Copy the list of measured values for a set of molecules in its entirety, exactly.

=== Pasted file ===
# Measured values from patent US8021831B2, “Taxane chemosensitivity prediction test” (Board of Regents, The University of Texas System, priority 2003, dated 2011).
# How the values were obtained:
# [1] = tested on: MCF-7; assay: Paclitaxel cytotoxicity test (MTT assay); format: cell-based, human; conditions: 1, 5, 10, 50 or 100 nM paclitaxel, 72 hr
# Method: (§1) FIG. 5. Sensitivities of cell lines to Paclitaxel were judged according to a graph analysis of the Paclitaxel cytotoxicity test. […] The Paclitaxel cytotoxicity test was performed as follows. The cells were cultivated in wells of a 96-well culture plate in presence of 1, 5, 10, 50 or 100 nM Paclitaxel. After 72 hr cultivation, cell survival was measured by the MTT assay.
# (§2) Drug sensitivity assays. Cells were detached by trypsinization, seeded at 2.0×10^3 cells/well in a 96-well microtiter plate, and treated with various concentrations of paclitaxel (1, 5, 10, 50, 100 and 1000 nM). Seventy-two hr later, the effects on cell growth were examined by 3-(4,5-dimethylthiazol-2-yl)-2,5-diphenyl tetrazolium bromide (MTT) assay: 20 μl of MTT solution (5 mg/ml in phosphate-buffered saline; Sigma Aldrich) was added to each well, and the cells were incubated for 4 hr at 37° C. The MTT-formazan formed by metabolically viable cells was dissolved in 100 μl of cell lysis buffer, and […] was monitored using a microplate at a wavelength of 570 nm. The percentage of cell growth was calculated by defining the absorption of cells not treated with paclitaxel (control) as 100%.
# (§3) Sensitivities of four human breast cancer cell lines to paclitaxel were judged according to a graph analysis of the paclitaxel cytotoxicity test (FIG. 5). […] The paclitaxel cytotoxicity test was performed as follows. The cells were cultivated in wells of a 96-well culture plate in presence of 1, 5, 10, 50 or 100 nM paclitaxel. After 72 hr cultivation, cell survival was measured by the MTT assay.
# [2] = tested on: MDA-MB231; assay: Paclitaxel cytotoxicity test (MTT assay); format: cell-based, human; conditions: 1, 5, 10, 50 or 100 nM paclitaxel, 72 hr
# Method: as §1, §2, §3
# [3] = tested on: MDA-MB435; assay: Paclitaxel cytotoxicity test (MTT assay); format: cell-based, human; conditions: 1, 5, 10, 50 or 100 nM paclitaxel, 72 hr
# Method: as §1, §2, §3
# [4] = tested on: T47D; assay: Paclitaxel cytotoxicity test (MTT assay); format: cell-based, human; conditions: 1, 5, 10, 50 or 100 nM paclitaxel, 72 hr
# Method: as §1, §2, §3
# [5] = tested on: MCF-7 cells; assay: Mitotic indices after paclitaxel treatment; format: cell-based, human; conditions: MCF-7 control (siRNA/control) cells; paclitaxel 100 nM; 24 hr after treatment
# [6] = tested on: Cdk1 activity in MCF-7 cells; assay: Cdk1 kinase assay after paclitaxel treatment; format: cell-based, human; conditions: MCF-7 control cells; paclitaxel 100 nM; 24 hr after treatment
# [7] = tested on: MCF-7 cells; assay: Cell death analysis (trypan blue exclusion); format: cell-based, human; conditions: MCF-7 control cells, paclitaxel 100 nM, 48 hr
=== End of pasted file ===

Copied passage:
# Measured values from patent US8021831B2, “Taxane chemosensitivity prediction test” (Board of Regents, The University of Texas System, priority 2003, dated 2011).
# How the values were obtained:
# [1] = tested on: MCF-7; assay: Paclitaxel cytotoxicity test (MTT assay); format: cell-based, human; conditions: 1, 5, 10, 50 or 100 nM paclitaxel, 72 hr
# Method: (§1) FIG. 5. Sensitivities of cell lines to Paclitaxel were judged according to a graph analysis of the Paclitaxel cytotoxicity test. […] The Paclitaxel cytotoxicity test was performed as follows. The cells were cultivated in wells of a 96-well culture plate in presence of 1, 5, 10, 50 or 100 nM Paclitaxel. After 72 hr cultivation, cell survival was measured by the MTT assay.
# (§2) Drug sensitivity assays. Cells were detached by trypsinization, seeded at 2.0×10^3 cells/well in a 96-well microtiter plate, and treated with various concentrations of paclitaxel (1, 5, 10, 50, 100 and 1000 nM). Seventy-two hr later, the effects on cell growth were examined by 3-(4,5-dimethylthiazol-2-yl)-2,5-diphenyl tetrazolium bromide (MTT) assay: 20 μl of MTT solution (5 mg/ml in phosphate-buffered saline; Sigma Aldrich) was added to each well, and the cells were incubated for 4 hr at 37° C. The MTT-formazan formed by metabolically viable cells was dissolved in 100 μl of cell lysis buffer, and […] was monitored using a microplate at a wavelength of 570 nm. The percentage of cell growth was calculated by defining the absorption of cells not treated with paclitaxel (control) as 100%.
# (§3) Sensitivities of four human breast cancer cell lines to paclitaxel were judged according to a graph analysis of the paclitaxel cytotoxicity test (FIG. 5). […] The paclitaxel cytotoxicity test was performed as follows. The cells were cultivated in wells of a 96-well culture plate in presence of 1, 5, 10, 50 or 100 nM paclitaxel. After 72 hr cultivation, cell survival was measured by the MTT assay.
# [2] = tested on: MDA-MB231; assay: Paclitaxel cytotoxicity test (MTT assay); format: cell-based, human; conditions: 1, 5, 10, 50 or 100 nM paclitaxel, 72 hr
# Method: as §1, §2, §3
# [3] = tested on: MDA-MB435; assay: Paclitaxel cytotoxicity test (MTT assay); format: cell-based, human; conditions: 1, 5, 10, 50 or 100 nM paclitaxel, 72 hr
# Method: as §1, §2, §3
# [4] = tested on: T47D; assay: Paclitaxel cytotoxicity test (MTT assay); format: cell-based, human; conditions: 1, 5, 10, 50 or 100 nM paclitaxel, 72 hr
# Method: as §1, §2, §3
# [5] = tested on: MCF-7 cells; assay: Mitotic indices after paclitaxel treatment; format: cell-based, human; conditions: MCF-7 control (siRNA/control) cells; paclitaxel 100 nM; 24 hr after treatment
# [6] = tested on: Cdk1 activity in MCF-7 cells; assay: Cdk1 kinase assay after paclitaxel treatment; format: cell-based, human; conditions: MCF-7 control cells; paclitaxel 100 nM; 24 hr after treatment
# [7] = tested on: MCF-7 cells; assay: Cell death analysis (trypan blue exclusion); format: cell-based, human; conditions: MCF-7 control cells, paclitaxel 100 nM, 48 hr